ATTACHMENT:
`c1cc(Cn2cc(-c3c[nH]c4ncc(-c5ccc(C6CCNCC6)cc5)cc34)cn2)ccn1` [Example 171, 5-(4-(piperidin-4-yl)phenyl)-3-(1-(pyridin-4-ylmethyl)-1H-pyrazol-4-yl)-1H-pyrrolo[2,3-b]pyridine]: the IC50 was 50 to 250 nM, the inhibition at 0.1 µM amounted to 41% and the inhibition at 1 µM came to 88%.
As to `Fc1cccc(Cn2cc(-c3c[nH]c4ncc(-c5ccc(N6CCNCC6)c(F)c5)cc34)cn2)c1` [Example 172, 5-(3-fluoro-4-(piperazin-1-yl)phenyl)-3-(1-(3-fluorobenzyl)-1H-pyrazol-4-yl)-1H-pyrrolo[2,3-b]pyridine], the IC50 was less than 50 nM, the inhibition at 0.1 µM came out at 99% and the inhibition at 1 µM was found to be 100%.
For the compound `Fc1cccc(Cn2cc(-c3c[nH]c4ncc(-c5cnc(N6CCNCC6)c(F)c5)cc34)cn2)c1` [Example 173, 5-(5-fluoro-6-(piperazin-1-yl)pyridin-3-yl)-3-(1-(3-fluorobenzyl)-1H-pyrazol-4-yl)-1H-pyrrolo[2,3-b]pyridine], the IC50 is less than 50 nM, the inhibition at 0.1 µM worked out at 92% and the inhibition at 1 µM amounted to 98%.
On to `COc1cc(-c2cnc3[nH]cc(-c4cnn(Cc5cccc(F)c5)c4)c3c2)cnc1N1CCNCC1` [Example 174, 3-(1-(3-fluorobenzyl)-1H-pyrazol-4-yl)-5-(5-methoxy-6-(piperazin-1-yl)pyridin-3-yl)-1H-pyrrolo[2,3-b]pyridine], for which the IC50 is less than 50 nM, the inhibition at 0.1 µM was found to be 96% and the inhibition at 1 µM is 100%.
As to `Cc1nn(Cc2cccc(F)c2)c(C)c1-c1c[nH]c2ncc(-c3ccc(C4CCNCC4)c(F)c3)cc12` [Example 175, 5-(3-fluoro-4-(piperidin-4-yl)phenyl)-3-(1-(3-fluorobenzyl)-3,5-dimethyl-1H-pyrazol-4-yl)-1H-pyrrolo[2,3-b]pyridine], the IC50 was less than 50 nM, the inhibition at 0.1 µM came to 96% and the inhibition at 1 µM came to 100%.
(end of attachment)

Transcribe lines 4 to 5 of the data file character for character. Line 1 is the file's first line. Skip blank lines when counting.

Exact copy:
On to `COc1cc(-c2cnc3[nH]cc(-c4cnn(Cc5cccc(F)c5)c4)c3c2)cnc1N1CCNCC1` [Example 174, 3-(1-(3-fluorobenzyl)-1H-pyrazol-4-yl)-5-(5-methoxy-6-(piperazin-1-yl)pyridin-3-yl)-1H-pyrrolo[2,3-b]pyridine], for which the IC50 is less than 50 nM, the inhibition at 0.1 µM was found to be 96% and the inhibition at 1 µM is 100%.
As to `Cc1nn(Cc2cccc(F)c2)c(C)c1-c1c[nH]c2ncc(-c3ccc(C4CCNCC4)c(F)c3)cc12` [Example 175, 5-(3-fluoro-4-(piperidin-4-yl)phenyl)-3-(1-(3-fluorobenzyl)-3,5-dimethyl-1H-pyrazol-4-yl)-1H-pyrrolo[2,3-b]pyridine], the IC50 was less than 50 nM, the inhibition at 0.1 µM came to 96% and the inhibition at 1 µM came to 100%.